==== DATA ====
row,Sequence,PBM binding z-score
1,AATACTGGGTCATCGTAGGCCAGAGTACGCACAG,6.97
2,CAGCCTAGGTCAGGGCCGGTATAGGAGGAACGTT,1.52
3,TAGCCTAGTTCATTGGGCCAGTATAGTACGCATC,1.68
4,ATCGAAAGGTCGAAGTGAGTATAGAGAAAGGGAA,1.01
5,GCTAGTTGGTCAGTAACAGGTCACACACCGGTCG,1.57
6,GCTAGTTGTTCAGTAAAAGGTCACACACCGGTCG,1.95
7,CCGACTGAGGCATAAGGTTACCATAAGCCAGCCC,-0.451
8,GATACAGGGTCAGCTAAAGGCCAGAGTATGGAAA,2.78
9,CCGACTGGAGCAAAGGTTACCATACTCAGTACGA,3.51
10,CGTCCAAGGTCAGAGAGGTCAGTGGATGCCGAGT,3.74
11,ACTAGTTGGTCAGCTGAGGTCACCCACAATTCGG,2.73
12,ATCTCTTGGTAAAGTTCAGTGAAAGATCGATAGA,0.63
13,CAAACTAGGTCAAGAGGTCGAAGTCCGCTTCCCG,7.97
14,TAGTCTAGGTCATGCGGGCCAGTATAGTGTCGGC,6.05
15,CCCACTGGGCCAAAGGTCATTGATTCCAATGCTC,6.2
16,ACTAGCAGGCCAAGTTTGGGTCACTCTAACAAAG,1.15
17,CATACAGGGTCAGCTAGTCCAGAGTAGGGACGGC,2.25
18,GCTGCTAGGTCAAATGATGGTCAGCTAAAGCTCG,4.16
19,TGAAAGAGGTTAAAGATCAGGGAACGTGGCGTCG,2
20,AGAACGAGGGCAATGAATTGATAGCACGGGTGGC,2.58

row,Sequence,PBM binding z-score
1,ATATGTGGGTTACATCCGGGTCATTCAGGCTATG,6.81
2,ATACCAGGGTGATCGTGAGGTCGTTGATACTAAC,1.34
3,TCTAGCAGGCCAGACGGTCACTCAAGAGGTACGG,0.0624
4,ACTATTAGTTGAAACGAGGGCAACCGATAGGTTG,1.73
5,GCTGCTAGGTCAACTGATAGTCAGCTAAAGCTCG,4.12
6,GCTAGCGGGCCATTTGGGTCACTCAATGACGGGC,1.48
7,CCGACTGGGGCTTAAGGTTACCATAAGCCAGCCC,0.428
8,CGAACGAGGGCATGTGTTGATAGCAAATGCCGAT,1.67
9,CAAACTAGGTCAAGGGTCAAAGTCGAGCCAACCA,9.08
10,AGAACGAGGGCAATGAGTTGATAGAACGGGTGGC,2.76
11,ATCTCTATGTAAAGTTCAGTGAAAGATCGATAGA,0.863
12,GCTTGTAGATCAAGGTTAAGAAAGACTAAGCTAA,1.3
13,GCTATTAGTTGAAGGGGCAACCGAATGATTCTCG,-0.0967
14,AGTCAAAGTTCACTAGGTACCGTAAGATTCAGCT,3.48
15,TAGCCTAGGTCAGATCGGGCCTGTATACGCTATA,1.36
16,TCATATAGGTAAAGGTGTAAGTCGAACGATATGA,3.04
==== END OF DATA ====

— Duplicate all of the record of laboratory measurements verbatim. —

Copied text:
row,Sequence,PBM binding z-score
1,AATACTGGGTCATCGTAGGCCAGAGTACGCACAG,6.97
2,CAGCCTAGGTCAGGGCCGGTATAGGAGGAACGTT,1.52
3,TAGCCTAGTTCATTGGGCCAGTATAGTACGCATC,1.68
4,ATCGAAAGGTCGAAGTGAGTATAGAGAAAGGGAA,1.01
5,GCTAGTTGGTCAGTAACAGGTCACACACCGGTCG,1.57
6,GCTAGTTGTTCAGTAAAAGGTCACACACCGGTCG,1.95
7,CCGACTGAGGCATAAGGTTACCATAAGCCAGCCC,-0.451
8,GATACAGGGTCAGCTAAAGGCCAGAGTATGGAAA,2.78
9,CCGACTGGAGCAAAGGTTACCATACTCAGTACGA,3.51
10,CGTCCAAGGTCAGAGAGGTCAGTGGATGCCGAGT,3.74
11,ACTAGTTGGTCAGCTGAGGTCACCCACAATTCGG,2.73
12,ATCTCTTGGTAAAGTTCAGTGAAAGATCGATAGA,0.63
13,CAAACTAGGTCAAGAGGTCGAAGTCCGCTTCCCG,7.97
14,TAGTCTAGGTCATGCGGGCCAGTATAGTGTCGGC,6.05
15,CCCACTGGGCCAAAGGTCATTGATTCCAATGCTC,6.2
16,ACTAGCAGGCCAAGTTTGGGTCACTCTAACAAAG,1.15
17,CATACAGGGTCAGCTAGTCCAGAGTAGGGACGGC,2.25
18,GCTGCTAGGTCAAATGATGGTCAGCTAAAGCTCG,4.16
19,TGAAAGAGGTTAAAGATCAGGGAACGTGGCGTCG,2
20,AGAACGAGGGCAATGAATTGATAGCACGGGTGGC,2.58

row,Sequence,PBM binding z-score
1,ATATGTGGGTTACATCCGGGTCATTCAGGCTATG,6.81
2,ATACCAGGGTGATCGTGAGGTCGTTGATACTAAC,1.34
3,TCTAGCAGGCCAGACGGTCACTCAAGAGGTACGG,0.0624
4,ACTATTAGTTGAAACGAGGGCAACCGATAGGTTG,1.73
5,GCTGCTAGGTCAACTGATAGTCAGCTAAAGCTCG,4.12
6,GCTAGCGGGCCATTTGGGTCACTCAATGACGGGC,1.48
7,CCGACTGGGGCTTAAGGTTACCATAAGCCAGCCC,0.428
8,CGAACGAGGGCATGTGTTGATAGCAAATGCCGAT,1.67
9,CAAACTAGGTCAAGGGTCAAAGTCGAGCCAACCA,9.08
10,AGAACGAGGGCAATGAGTTGATAGAACGGGTGGC,2.76
11,ATCTCTATGTAAAGTTCAGTGAAAGATCGATAGA,0.863
12,GCTTGTAGATCAAGGTTAAGAAAGACTAAGCTAA,1.3
13,GCTATTAGTTGAAGGGGCAACCGAATGATTCTCG,-0.0967
14,AGTCAAAGTTCACTAGGTACCGTAAGATTCAGCT,3.48
15,TAGCCTAGGTCAGATCGGGCCTGTATACGCTATA,1.36
16,TCATATAGGTAAAGGTGTAAGTCGAACGATATGA,3.04